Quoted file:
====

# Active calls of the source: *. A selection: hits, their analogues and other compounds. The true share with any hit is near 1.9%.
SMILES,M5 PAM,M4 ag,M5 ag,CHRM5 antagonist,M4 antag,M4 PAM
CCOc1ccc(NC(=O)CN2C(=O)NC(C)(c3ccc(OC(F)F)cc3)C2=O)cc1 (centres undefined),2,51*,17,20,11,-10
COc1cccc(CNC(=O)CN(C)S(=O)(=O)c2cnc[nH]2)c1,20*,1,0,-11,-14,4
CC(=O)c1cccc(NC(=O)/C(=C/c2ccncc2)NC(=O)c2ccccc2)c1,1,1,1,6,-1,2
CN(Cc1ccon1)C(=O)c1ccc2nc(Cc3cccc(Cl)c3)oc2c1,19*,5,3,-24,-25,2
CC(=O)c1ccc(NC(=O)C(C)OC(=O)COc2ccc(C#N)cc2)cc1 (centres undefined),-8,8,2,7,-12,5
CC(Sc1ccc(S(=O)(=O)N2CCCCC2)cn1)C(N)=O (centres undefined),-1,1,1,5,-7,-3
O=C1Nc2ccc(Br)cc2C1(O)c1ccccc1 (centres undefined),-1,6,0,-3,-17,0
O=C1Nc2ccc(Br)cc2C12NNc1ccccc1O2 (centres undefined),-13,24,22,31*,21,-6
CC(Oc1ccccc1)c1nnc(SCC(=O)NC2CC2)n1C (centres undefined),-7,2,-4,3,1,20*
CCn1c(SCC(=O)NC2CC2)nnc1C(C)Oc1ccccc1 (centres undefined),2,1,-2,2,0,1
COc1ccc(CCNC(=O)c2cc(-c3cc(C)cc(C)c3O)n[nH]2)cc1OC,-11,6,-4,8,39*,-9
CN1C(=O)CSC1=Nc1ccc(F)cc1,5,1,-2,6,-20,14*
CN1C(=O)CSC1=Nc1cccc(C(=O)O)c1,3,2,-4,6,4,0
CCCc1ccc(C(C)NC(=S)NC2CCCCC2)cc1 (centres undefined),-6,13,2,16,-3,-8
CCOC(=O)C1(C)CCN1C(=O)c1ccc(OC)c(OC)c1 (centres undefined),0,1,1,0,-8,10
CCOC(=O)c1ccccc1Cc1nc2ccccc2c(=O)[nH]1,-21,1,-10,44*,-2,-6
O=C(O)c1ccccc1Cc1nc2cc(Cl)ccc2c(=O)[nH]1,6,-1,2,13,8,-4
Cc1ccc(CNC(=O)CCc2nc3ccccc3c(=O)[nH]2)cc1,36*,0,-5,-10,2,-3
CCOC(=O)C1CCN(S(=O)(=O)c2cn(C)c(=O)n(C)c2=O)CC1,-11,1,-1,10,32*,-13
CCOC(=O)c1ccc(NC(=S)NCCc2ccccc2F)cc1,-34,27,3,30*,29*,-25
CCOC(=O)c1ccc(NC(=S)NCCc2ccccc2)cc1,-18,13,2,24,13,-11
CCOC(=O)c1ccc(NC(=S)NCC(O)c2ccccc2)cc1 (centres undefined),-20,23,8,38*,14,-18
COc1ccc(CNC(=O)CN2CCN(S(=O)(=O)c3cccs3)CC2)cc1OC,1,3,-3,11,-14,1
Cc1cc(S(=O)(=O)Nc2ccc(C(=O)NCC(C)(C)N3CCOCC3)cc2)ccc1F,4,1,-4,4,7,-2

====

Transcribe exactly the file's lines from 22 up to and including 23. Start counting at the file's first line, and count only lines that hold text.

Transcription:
CCOC(=O)c1ccc(NC(=S)NCCc2ccccc2F)cc1,-34,27,3,30*,29*,-25
CCOC(=O)c1ccc(NC(=S)NCCc2ccccc2)cc1,-18,13,2,24,13,-11